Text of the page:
Europe's clothing and textile industries have reported mixed feelings about the European Union's proposed REACH chemical control policy, which won agreement in principle from the EU Council of Ministers for competitiveness ministers this week (13 December).

The issue is vital to textile and garment makers who require "vast numbers of chemicals and blends", said the European Apparel and Textile Organisation (Euratex).

Adil Elmassi, policy officer for environmental matters at Euratex, said the council's agreement on lightening the proposed registration requirements under REACH - which calls for the listing of some 30,000 chemicals - is a "positive outcome" which "reduces comprehensively a lot of the unnecessary burden on industry generally."

But the organisation is "quite dissatisfied with the outcome on authorisation," he said.

 Mr Elmassi told that "a precedent has been given to substitution over the question of adequately controlling the risk," when trying to decide whether a chemical that is potentially dangerous can be used in the EU.

Even where it can be shown that the risks of a given chemical can be fully eliminated, it will still have to be substituted by a safer substance and this is both burdensome and unnecessary, he said.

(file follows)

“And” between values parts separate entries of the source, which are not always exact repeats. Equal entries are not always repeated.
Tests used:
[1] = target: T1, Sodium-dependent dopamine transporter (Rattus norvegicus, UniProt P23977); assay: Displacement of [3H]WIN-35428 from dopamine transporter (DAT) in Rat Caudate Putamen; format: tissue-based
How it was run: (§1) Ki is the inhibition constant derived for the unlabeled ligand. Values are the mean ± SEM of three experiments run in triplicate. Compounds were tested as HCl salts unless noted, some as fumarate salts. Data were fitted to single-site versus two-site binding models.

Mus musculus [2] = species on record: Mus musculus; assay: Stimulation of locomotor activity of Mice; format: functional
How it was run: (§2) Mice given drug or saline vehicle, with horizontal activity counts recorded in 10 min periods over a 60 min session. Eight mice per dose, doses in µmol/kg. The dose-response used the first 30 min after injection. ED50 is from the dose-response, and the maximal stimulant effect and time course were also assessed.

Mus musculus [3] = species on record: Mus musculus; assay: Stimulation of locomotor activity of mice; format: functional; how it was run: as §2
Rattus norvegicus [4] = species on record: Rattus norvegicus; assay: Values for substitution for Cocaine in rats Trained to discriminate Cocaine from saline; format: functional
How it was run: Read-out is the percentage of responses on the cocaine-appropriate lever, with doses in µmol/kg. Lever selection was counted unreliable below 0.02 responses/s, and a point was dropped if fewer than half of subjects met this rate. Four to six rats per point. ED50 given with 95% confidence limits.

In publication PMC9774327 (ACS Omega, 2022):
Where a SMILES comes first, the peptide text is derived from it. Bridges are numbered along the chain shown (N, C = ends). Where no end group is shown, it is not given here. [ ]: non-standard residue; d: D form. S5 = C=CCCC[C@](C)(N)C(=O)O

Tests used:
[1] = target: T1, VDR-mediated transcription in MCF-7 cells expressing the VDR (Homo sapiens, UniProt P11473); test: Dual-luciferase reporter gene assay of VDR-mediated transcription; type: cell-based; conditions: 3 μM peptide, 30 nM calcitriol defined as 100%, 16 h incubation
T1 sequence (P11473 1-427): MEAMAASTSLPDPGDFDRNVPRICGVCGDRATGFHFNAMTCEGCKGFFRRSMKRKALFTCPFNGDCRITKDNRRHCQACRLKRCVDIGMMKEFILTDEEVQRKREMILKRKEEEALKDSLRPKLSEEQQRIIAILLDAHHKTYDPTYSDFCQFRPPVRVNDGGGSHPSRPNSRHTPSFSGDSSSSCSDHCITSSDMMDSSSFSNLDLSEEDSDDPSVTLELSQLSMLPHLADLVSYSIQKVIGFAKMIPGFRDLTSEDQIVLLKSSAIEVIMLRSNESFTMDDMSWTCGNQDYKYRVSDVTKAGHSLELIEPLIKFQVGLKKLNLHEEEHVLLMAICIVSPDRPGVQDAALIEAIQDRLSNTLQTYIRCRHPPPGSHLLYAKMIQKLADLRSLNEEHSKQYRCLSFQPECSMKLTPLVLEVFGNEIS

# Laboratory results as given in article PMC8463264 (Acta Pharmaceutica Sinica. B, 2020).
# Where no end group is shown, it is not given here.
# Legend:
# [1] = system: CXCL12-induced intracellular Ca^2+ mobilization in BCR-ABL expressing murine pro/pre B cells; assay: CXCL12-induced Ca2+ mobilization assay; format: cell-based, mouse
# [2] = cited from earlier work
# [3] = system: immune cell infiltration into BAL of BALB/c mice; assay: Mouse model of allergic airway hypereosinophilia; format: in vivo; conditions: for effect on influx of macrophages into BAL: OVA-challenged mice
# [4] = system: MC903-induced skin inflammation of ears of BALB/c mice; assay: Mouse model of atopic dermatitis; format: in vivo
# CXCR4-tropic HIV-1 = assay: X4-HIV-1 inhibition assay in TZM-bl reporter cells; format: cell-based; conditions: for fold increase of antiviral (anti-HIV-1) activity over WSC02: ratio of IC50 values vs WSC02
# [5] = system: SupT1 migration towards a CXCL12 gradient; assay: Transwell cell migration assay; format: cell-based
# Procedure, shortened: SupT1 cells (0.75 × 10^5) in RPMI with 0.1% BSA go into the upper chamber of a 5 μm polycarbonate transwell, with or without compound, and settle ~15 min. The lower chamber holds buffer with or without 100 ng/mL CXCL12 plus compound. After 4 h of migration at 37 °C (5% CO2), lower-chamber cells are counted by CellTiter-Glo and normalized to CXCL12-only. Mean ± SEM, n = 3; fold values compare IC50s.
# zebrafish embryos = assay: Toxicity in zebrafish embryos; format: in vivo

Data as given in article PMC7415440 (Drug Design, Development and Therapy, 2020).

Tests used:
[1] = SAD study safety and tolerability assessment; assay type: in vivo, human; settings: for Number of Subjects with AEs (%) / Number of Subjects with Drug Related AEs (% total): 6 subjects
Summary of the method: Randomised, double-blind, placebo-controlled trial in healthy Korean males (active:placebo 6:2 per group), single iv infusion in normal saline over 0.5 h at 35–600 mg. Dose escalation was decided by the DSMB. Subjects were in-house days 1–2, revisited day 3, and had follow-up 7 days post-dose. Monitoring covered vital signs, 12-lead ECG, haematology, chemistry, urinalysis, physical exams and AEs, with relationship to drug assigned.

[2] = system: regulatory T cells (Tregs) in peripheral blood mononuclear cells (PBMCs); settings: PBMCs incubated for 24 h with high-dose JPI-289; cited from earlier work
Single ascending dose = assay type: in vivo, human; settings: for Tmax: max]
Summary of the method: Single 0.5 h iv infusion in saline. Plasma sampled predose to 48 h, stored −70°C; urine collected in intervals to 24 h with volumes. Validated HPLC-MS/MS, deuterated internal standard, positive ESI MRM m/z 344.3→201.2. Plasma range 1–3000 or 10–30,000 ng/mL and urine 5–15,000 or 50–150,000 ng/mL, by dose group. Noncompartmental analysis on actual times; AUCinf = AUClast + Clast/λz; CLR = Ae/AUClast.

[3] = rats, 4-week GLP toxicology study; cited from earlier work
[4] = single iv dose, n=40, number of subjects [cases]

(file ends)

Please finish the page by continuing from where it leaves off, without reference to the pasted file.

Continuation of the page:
Finally, Euratex is annoyed that REACH imposes some requirements on European companies but not importers "that we cannot agree to both from the viewpoint of competitiveness or from the need for safer management of risk in imported articles," said the spokesman.

It is unlikely to be before next March that ministers will agree formally on a common position. This will then be followed by a second reading in parliament and a second consideration of the policy by ministers with final agreement unlikely before next autumn and entry into force in early 2007.

By Alan Osborn